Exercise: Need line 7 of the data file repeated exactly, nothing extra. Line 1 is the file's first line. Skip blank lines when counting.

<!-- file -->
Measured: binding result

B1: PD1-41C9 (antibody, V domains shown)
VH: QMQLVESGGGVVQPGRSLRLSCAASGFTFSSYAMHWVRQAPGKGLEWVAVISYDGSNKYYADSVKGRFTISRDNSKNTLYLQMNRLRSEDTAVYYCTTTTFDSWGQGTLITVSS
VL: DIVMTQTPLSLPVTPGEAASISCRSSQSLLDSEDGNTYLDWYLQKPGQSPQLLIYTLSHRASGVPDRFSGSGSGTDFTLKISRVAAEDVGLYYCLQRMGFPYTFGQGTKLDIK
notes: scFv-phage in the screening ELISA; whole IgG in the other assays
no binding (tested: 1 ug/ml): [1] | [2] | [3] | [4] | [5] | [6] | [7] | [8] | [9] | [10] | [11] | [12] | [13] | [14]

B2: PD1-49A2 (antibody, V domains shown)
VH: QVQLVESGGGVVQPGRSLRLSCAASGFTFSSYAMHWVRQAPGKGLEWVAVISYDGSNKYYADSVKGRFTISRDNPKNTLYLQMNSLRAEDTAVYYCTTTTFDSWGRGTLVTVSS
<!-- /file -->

B2: PD1-49A2 (antibody, V domains shown)